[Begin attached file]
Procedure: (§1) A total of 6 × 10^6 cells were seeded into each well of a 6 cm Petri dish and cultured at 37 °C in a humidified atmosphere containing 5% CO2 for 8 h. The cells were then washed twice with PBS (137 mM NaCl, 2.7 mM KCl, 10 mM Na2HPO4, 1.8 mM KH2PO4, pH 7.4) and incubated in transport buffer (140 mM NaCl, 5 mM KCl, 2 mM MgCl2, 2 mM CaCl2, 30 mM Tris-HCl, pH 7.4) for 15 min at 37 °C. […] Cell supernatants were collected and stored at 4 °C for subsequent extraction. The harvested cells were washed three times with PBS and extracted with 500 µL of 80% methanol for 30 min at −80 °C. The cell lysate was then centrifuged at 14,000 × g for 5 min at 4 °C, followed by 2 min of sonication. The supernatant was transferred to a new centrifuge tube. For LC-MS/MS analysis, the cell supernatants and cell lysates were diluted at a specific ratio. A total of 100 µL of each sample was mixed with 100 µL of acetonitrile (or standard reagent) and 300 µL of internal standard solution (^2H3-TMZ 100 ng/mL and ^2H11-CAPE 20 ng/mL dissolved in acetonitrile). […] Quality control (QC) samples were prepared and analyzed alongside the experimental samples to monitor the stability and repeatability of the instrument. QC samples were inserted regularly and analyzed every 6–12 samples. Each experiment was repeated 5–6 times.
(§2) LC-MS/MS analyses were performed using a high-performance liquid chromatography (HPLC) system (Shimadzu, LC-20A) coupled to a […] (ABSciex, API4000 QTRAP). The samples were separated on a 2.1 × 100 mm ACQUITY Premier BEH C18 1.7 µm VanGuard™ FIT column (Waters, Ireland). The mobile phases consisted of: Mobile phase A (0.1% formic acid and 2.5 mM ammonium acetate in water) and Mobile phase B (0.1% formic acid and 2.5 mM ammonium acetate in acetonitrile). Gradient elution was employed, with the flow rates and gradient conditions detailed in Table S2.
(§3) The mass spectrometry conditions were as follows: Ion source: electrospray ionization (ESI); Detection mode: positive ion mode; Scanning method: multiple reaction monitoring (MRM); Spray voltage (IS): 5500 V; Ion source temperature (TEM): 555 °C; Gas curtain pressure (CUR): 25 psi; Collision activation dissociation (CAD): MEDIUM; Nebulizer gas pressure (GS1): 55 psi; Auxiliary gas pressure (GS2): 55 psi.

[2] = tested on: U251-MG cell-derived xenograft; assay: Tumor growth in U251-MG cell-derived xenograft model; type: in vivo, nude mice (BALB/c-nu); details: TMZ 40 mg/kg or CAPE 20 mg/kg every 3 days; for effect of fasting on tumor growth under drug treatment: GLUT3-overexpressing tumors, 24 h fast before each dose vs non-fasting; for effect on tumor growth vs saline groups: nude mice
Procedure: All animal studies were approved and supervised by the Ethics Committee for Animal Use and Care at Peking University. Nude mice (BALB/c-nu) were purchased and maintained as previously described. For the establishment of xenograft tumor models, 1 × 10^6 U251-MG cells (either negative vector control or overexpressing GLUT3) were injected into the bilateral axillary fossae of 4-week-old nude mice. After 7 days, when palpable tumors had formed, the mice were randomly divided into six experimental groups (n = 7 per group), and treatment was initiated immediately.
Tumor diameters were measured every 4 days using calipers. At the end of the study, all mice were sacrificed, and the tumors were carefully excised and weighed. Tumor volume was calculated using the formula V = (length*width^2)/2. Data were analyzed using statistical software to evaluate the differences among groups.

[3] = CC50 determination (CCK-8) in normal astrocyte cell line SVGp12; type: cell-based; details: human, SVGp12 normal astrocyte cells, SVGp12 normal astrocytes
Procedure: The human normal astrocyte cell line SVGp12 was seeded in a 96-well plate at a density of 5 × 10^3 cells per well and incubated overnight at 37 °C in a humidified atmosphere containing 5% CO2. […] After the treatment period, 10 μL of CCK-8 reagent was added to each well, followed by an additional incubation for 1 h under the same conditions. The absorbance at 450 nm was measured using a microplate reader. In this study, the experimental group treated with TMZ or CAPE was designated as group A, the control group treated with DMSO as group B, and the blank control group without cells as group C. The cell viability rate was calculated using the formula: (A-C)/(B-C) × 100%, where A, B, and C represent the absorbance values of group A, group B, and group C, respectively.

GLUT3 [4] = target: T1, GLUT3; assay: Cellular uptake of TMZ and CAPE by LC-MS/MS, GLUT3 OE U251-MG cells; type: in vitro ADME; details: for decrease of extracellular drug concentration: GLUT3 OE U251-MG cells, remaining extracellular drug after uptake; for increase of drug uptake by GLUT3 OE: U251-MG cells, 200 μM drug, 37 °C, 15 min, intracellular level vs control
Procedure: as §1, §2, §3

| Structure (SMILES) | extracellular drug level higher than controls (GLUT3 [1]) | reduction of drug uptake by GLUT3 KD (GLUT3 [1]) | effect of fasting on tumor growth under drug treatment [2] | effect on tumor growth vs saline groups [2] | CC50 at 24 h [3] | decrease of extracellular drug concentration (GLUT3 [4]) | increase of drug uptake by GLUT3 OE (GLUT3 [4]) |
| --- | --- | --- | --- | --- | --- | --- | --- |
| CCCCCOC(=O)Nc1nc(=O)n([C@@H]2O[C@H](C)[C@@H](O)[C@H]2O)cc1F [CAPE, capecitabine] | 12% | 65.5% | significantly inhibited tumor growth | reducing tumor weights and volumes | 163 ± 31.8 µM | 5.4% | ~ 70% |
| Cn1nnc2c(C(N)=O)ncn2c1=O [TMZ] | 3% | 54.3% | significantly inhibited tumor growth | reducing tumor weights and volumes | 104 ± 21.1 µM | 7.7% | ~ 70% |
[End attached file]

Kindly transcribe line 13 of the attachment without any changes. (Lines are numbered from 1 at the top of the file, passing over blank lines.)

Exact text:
| CCCCCOC(=O)Nc1nc(=O)n([C@@H]2O[C@H](C)[C@@H](O)[C@H]2O)cc1F [CAPE, capecitabine] | 12% | 65.5% | significantly inhibited tumor growth | reducing tumor weights and volumes | 163 ± 31.8 µM | 5.4% | ~ 70% |